For immediate release: 02/27/2023
NEW RESEARCH: A network of 111 nonprofits provides enormous value to California’s state parks — the largest and most diverse state park system in the world — and their visitors
California State Parks: Gloria Sandoval, [email protected]
Parks California: Alfred Torres, [email protected]
California State Parks Foundation: Rachel Norton, [email protected]
California League of Park Associations: George Loyer, [email protected]
February 27, 2023 – A newly released study shows that a vast network of more than 100 nonprofit organizations plays an undeniably critical role in supporting California’s state parks.
learning, Making an impact: Exploring the nonprofit partnership in California State Parks, examines the contributions of community-led nonprofits following California’s fiscal crisis of 2011-2012, which threatened to close dozens of state parks, and efforts to strengthen public-private partnerships to foster innovation and provide additional expertise , capacity and resources to the California Department of Parks and Recreation (State Parks) system.
The Division of State Park Partnerships, California Parks, the California State Parks Foundation, the California League of Park Associations, a research team, and representatives of the nonprofit partner community collaborated in this effort to build a deeper understanding of the contribution of nonprofit partners to California’s 280 state parks and the benefits of aligning shared goals and priorities. This is the most in-depth, comprehensive study ever conducted between state parks and the nonprofit sector.
The study explores the many ways that nonprofit organizations support the mission of state parks to provide health, inspiration and education to the people of California – helping to preserve the state’s outstanding biodiversity, protecting its most valuable natural and cultural resources, and creating opportunities for high-quality outdoor recreation.
The study also establishes a baseline for future studies, illuminates areas for further research, and identifies opportunities to expand partnerships between state parks and nonprofit organizations.
“The value and efficacy of partnerships has never been more evident,” said Armando Quintero, director of California State Parks. “As we seek to strengthen parks with the help of a variety of supporters and seek to inspire the next generation of park managers in California, we believe our shared vision with nonprofits will be key.”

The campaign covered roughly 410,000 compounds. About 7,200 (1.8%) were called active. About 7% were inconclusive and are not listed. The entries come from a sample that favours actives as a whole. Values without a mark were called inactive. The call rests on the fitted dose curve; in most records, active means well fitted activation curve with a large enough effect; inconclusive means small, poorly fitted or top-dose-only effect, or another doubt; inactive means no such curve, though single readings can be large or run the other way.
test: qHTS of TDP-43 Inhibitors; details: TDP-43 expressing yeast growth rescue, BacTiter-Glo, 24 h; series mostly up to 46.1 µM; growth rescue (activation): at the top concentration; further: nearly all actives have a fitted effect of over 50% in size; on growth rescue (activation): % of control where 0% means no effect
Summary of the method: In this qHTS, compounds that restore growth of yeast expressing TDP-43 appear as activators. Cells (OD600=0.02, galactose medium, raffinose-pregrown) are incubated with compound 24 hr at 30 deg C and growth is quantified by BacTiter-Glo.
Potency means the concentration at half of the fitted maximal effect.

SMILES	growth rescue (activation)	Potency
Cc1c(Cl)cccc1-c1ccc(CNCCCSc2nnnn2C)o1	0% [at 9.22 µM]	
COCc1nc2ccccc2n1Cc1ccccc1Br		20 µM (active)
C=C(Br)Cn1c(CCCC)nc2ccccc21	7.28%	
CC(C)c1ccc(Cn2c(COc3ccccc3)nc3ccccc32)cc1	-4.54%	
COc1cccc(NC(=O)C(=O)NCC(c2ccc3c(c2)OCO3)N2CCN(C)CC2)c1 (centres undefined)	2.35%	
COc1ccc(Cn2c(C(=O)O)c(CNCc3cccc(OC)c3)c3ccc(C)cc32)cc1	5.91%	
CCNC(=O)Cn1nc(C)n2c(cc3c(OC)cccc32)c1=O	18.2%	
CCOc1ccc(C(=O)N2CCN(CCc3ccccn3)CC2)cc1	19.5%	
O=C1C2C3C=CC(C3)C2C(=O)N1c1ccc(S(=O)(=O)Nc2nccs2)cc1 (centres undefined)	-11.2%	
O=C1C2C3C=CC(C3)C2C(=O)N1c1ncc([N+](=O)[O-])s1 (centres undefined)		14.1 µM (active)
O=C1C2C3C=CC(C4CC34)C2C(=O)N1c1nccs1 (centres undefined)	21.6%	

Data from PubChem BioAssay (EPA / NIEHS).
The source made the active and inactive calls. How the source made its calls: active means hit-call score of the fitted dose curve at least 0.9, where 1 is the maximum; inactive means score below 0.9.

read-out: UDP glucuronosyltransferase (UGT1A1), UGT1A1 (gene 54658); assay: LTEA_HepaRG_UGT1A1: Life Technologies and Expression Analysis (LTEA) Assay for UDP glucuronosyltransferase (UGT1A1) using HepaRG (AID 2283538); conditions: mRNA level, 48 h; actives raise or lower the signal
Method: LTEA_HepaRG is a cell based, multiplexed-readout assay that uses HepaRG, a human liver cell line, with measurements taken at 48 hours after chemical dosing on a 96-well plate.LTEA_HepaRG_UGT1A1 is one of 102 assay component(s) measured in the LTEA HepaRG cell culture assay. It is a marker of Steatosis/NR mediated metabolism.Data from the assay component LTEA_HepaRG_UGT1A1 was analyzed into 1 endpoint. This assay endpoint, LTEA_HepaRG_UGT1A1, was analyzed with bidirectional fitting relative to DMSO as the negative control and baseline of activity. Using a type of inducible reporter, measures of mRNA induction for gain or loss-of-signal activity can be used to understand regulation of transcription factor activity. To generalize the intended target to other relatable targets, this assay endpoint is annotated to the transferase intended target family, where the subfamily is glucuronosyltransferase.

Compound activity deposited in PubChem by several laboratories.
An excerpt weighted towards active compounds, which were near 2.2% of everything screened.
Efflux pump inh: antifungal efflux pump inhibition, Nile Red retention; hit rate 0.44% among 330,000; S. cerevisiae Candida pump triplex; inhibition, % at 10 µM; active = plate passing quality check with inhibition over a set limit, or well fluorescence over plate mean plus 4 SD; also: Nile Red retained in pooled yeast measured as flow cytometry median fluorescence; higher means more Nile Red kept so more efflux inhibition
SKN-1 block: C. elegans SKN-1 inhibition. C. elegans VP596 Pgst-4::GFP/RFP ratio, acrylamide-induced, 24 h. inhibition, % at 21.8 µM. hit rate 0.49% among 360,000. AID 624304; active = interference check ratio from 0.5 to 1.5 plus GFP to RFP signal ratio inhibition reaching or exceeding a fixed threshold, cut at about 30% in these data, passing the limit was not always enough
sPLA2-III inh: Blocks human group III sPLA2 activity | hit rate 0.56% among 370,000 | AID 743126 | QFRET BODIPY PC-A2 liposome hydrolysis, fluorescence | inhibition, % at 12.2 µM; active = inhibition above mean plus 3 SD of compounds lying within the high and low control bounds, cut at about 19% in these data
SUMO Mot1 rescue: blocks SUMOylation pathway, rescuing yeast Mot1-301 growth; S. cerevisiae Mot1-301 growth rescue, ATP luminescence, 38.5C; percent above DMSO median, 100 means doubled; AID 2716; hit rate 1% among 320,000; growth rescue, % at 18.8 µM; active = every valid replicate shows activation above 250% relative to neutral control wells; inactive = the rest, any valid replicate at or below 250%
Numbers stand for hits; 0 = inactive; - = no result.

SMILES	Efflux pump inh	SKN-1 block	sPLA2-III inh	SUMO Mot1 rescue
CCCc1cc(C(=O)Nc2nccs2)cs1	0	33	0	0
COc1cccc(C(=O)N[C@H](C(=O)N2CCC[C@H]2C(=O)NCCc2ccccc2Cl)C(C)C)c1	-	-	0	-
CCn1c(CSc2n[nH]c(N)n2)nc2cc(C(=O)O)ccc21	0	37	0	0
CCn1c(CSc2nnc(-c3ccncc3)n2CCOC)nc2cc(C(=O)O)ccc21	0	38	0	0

Quantitative and qualitative data in the study highlight the evolving partnership between state parks and nonprofits as an effective way to expand the reach of community engagement efforts, foster ongoing connection with parks by adding programs and events, leverage public investment such as additional sources of funding and increase access to the park for more Californians.
The study also found that disruptions from natural disasters provide new opportunities to reorient and renew partnership norms across the country.
“The growing threats of climate change, such as increasingly severe wildfires and droughts, and other phenomena, such as pandemic outbreaks, have demonstrated the urgent need to build resilience throughout the California state park system,” said Kindley Walsh Lawler, president and CEO of Parks California. “Strengthening government-nonprofit partnerships allows us to do more together for the sake of park visitors and nature.”
Through today’s public release of the study, the stakeholder group aims to make the findings widely available and, in particular, serve as a resource for local and state policymakers.
“This study illuminates a lesser-known fact about our state park system: the significant investment of volunteers and nonprofits in supporting the mission of state parks. Californians love their state park system, and many of them have given personal time and money to ensure that state parks continue to provide a high-quality experience for visitors and communities now and into the future,” said Rachel Norton, executive director of the California Foundation of state parks. “We hope that as policymakers learn more about these contributions, they will gain a deeper understanding of what it takes to manage these amazing places.”